You’ve hit a ceiling.
You’ve come to the point in your creative business where you can’t possibly squeeze in more tasks in your day. You can’t possibly make more products unless you stop sleeping. And, this means that you’ve hit a financial ceiling. Without more time to do the work that you’re really good at, you can’t make more money.
Are you this person? If you’re not at this point yet, you’ll hopefully get to this place. The place where your creative business is so rocking that you can’t keep up with demand.
At this point, you might get scared.
You might be scared to let someone work on the business that you’ve poured your heart and soul into. You might be scared to trust someone. You might be scared of changing your routine. You might be scared, because you want to make sure that you can actually afford to hire someone. Or, you just might be scared because this is something new.
I see this happen a lot with consulting clients. They know that they need to delegate some tasks even if that just means hiring a virtual assistant—but they put it off and put it off.
Once you’re ready to make that transition to bring somebody onto your team, you want to make sure that you don’t make the number one mistake that people make when hiring, and that mistake is to rush it.
Don’t rush it.
If you’ve waited until you’re completely overwhelmed to hire someone, it’s easy to make a rushed decision. It’s easy to pick the first person who seems halfway qualified. It’s hard to hold out until you find the right person.
But, here’s the thing. If you pick the right person, you’ll feel good about your decision. You’ll be able to let go of things easier and trust that person. And, that person will pay for herself over and over.
If you pick the wrong person, you’ll make things harder on yourself—not easier. That overwhelm that you already feel will grow stronger and you’ll be even more stressed.
So, you’re probably wondering how to pick the right person.
That depends on a lot of things. First, you need to know what you want that person to do, so start making note of tasks you’d like to delegate to someone else. Even if you’re not at the place to hire someone to join your team, start thinking about the tasks that you would eventually like to hire out. If you want someone to send out your weekly newsletter and do basic website maintenance, then you probably want to hire a virtual assistant. If you want to hire someone to take pictures of your products and upload your products to Etsy, you’ll need to hire someone locally.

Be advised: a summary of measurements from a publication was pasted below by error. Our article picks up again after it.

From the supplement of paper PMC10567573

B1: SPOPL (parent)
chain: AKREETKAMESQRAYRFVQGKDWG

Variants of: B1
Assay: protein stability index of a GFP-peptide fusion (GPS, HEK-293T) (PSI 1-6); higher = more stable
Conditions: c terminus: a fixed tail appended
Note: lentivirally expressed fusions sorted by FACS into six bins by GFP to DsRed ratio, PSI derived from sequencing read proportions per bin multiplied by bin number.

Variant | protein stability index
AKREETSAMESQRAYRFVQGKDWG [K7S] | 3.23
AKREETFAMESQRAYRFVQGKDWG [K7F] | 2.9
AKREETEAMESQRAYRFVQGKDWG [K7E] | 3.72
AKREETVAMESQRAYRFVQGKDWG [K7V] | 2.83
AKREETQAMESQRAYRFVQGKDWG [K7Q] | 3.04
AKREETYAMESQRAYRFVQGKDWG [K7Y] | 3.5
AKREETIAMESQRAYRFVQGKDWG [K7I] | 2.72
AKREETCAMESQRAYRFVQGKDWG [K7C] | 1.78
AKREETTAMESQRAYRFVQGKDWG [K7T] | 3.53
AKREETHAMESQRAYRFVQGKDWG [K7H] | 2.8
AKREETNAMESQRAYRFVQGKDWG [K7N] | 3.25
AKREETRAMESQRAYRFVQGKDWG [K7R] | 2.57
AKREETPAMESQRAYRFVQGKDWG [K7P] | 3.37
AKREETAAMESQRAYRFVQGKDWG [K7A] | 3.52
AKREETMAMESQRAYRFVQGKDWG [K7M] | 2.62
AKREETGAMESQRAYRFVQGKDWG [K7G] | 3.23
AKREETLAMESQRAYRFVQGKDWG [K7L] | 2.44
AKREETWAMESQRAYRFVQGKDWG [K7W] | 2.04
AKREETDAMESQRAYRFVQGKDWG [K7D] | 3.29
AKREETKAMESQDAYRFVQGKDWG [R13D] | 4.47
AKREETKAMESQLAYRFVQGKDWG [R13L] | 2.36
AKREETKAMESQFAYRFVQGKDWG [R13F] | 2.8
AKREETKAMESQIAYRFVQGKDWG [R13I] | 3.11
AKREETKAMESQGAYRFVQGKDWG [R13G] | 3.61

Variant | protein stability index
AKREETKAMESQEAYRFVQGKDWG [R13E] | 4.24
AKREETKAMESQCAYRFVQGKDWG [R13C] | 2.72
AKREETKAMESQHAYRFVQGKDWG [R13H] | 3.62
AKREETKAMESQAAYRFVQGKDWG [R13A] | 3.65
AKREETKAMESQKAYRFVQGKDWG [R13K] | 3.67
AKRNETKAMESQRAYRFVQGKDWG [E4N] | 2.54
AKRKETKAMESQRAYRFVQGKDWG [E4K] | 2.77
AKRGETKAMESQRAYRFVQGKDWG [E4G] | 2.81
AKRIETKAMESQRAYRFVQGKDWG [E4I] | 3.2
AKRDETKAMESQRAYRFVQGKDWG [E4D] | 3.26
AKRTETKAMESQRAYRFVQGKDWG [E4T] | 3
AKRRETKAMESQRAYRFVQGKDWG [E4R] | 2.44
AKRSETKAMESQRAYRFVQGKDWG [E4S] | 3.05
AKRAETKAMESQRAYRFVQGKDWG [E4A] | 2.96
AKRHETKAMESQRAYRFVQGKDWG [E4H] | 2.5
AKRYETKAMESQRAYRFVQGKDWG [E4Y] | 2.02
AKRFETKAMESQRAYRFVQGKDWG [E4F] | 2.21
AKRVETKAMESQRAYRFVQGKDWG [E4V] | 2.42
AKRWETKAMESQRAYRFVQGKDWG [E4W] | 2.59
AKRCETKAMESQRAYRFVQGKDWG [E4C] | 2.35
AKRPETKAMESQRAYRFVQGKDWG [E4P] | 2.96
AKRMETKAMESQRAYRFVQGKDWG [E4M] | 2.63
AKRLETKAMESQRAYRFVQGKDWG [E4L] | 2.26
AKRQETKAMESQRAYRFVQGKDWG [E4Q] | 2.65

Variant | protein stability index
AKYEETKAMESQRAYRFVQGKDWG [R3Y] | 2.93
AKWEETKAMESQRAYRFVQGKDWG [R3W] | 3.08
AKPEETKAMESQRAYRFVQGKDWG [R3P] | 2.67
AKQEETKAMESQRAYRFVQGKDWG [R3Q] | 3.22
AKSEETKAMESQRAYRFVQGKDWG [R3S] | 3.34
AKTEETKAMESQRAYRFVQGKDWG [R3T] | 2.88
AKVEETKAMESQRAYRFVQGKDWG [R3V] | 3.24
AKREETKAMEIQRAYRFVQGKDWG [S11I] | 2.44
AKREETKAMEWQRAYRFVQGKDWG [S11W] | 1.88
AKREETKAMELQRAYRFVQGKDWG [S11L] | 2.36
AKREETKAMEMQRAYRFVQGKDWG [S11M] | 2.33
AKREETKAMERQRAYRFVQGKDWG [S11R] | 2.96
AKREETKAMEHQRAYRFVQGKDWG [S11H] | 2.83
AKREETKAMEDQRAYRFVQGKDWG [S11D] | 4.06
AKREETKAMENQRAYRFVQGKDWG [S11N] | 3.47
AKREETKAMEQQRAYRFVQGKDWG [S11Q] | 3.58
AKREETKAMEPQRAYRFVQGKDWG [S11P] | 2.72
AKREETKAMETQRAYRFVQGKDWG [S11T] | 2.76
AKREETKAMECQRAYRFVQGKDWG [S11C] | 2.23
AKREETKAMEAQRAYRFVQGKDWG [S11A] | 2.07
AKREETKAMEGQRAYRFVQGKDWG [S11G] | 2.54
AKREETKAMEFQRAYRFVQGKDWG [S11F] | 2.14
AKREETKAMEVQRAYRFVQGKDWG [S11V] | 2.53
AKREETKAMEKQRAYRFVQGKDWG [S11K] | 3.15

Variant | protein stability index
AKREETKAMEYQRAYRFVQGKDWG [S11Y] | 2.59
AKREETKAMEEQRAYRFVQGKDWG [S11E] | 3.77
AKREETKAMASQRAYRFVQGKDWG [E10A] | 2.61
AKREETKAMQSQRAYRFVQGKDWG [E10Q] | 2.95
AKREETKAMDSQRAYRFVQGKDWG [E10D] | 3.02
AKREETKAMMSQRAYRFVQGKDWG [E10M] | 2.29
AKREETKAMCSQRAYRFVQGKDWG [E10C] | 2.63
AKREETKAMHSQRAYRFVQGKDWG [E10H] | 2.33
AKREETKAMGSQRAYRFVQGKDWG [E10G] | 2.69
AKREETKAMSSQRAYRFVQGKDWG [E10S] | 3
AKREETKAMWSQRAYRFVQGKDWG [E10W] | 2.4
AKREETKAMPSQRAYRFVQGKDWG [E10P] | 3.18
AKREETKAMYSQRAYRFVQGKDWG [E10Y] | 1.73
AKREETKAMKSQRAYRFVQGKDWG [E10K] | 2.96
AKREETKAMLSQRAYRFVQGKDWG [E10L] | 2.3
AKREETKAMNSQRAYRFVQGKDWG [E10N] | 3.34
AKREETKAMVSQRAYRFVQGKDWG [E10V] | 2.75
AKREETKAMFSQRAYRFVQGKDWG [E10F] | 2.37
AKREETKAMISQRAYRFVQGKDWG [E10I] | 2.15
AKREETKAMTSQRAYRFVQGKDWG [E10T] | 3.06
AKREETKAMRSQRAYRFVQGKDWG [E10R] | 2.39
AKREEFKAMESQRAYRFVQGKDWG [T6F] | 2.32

Second, let people know that you’re looking to hire someone with a certain set of skills. Announce it on Twitter and Facebook, put up a blog post, and send out an email newsletter. You can also post the job listing on more traditional sites, but you might have more luck with someone who already knows a thing or two about your business or is referred by someone who already knows your business.
Third, narrow down the candidates. You’ll be able to narrow down the applicants through email correspondence. Thank the obvious “no’s” for their interest and move on.
Fourth, interview the person and pay attention to how you feel. This might sound a little silly, but the feeling you get from somebody can make a big difference. If you’ve got it narrowed down to two or three people and they are all qualified, you want to pick the person who made you feel the best and who seemed to fit right in. At this point, if no one gives you a good feeling, start over. Don’t pick someone just to get help.
Fifth, do a trial run. You don’t always have to do this, but it can be really helpful for certain positions. For instance, if you’re hiring a full-time assistant, you want to make sure that you enjoy being around that person. Anybody can put on a show for a 45 minute interview, so don’t stop there. Ask the person to work for you for a day as a trial run—and pay the person for her time. After spending a day together, you’ll have a better understanding if it’s a good match. Don’t feel bad about saying it isn’t going to work out and starting over.
I can’t say it enough. If you get the right person on your team, you’ll feel less stressed and you’ll probably make more money. If you don’t, you’ll have a major headache on your hands.